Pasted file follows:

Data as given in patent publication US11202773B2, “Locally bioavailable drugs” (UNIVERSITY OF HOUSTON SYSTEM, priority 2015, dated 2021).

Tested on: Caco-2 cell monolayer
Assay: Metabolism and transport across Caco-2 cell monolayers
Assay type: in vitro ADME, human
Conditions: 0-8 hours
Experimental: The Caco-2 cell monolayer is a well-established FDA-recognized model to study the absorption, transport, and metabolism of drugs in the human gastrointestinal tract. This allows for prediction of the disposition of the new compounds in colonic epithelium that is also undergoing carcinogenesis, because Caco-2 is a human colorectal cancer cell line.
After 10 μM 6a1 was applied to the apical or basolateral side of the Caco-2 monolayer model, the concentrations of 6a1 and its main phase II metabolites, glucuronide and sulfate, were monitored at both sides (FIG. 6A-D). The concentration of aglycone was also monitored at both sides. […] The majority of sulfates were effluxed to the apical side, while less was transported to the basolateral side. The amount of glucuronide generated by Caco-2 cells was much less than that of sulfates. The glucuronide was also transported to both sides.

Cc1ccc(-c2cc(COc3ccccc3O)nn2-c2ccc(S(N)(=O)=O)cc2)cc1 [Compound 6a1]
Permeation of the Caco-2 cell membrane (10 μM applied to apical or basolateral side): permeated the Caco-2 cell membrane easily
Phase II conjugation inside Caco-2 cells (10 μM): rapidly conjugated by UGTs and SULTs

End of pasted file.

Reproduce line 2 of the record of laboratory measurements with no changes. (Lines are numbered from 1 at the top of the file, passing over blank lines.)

Tested on: Caco-2 cell monolayer